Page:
On 14 August 1993, in Troup, Texas, four men, D. L. Utsidihi Hicks, A. J. Bucktail Jessie, Douglas Wasini Watson, and David Adastiyali Hicks Jr., met to re-instate the Tsalagiyi Nvdagai (TN), "Cherokees in Texas," which had been inactive in public as a tribe since they were forced by gun and knife to leave their homes and planted fields on 16 July 1839. The Tsalagiyi Nvdagi was reconstituted to represent all Texas Cherokee and their brother tribesmen throughout the United States.
It was decided that a provisional government would be formed to write a constitution, appoint leaders, who would later be elected, and decide on the many subjects and concerns that must be addressed when forming a new government. Utsidihi Hicks was elected Ugu, "Head Chief," while A. B. Jessie, Doug Watson, and Dave Hicks Jr. were appointed by the chief to form the nucleus of the Tribal Council. Three more council members were appointed by Chief Hicks until the chief and council members could stand for election by the general membership of the tribe.
A Constitutional Convention was called to write a Tribal Constitution. The Constitution called for three divisions of government: an Executive, lead by an Ugu and Deputy Chief; a Legislative, to be called the Council, made up of seven members; a Judicial, with elected judges. The Tribal Seal is to be kept within the old treaty area of the tribe received from the Republic of Texas no matter who becomes Ugu.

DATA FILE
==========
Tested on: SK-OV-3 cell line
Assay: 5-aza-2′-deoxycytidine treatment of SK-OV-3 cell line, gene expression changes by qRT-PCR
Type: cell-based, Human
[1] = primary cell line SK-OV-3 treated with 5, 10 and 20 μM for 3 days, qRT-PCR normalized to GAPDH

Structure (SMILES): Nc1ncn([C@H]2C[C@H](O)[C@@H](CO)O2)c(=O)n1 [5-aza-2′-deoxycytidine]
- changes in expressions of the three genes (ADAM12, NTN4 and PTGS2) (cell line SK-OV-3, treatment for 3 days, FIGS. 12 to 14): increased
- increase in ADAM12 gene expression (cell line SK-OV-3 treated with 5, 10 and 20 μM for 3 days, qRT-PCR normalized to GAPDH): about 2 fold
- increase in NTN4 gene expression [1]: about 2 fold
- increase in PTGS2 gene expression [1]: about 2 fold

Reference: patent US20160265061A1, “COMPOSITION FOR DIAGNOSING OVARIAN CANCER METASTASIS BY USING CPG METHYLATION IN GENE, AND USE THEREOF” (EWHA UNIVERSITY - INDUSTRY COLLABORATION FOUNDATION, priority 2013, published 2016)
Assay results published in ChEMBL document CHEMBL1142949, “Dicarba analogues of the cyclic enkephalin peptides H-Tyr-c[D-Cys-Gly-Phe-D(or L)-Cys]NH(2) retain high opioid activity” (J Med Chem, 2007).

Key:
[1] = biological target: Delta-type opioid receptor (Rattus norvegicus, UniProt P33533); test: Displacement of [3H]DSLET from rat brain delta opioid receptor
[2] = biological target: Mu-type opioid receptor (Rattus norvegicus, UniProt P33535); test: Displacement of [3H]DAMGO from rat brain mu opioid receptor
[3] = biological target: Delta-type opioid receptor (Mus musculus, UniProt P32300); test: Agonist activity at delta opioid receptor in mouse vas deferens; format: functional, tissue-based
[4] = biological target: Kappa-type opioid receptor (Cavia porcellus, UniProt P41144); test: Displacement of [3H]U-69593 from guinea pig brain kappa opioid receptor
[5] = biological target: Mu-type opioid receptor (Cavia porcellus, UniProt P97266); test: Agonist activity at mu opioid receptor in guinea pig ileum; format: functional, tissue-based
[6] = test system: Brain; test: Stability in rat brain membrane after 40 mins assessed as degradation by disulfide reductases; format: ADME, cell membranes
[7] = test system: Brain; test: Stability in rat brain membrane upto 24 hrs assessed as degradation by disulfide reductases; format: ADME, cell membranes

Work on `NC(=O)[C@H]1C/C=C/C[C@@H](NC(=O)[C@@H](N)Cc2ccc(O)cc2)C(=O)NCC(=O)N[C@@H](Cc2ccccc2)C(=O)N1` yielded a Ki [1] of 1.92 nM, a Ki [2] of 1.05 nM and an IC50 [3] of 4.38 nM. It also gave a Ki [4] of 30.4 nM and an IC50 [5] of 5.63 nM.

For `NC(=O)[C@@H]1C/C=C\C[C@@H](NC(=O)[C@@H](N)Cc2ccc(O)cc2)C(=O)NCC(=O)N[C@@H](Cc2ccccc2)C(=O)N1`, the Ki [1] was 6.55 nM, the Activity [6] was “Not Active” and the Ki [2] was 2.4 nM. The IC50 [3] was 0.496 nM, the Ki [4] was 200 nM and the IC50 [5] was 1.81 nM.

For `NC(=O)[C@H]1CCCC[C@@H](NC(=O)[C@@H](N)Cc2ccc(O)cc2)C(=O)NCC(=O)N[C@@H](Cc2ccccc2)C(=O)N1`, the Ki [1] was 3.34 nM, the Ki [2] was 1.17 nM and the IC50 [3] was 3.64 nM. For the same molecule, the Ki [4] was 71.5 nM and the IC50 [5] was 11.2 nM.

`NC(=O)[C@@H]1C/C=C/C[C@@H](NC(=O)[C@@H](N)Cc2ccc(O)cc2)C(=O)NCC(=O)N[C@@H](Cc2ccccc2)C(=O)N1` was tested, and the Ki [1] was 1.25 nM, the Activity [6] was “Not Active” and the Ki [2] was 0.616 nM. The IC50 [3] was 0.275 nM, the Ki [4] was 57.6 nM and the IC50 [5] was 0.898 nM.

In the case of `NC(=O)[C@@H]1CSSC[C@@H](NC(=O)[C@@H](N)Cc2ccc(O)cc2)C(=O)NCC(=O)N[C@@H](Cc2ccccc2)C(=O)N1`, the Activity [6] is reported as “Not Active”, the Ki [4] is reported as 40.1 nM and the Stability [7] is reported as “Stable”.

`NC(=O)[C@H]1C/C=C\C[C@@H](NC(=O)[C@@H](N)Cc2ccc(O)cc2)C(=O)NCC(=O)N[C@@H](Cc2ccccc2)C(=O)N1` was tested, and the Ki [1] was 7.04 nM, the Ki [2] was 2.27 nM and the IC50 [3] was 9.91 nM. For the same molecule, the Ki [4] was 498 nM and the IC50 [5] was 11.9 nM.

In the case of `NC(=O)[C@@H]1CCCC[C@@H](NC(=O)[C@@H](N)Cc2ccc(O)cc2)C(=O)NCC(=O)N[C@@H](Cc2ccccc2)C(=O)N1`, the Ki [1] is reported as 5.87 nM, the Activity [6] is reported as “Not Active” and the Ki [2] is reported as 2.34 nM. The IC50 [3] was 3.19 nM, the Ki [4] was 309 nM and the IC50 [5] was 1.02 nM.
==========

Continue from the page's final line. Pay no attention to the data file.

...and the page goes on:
The Ani-Tsalagi or "Cherokee" as they are called by outsiders and universally known, are a people of the Ugaya, the "Seven Clan Society." There has never been a "Cherokee Indian Princess" in the history of the Ani-Tsalagi or other hereditary leaders. Centuries before recorded time, the Ani-Tsalagi elected all of their leaders, from the clan, to the district, and to the highest offices of the nation. These new leaders also believe in elections, and no society or council can take over and run Texas Cherokee without the pleasure of and elections held by the citizens.
The Ugu and Governing Council call upon any and all people of Cherokee heritage to contact them to learn how they can become a part of the Tribe. We are looking for people of Cherokee heritage and who have kept it in the family for these past generations since we have been torn from our people.
Since this is a new beginning with no outside source of funds, we ask you to send a self addressed and stamped envelope when requesting information. A donation of at least $10.00 is asked for new enrolling members to help pay for the postage and printing of membership cards and other correspondence. Of course, pay only what you can afford, for we wish to provide membership to all those who qualify without regard to money. If you are of Cherokee blood, you have a right to belong to the Texas Cherokee. With your help, we can make this a strong tribe and build to preserve our ancestors heritage for future generations to come.
The people of the Texas Cherokee are an indigenous people of the land who have come forth, and now are determined to announce and express their American Indian heritage.
We are here, for we have never left!
Hayv (It is true).
Chief D. L. Utsidihi Hicks
A. B. Jessie
Doug Wasini Watson
Dave Adastiyali Hicks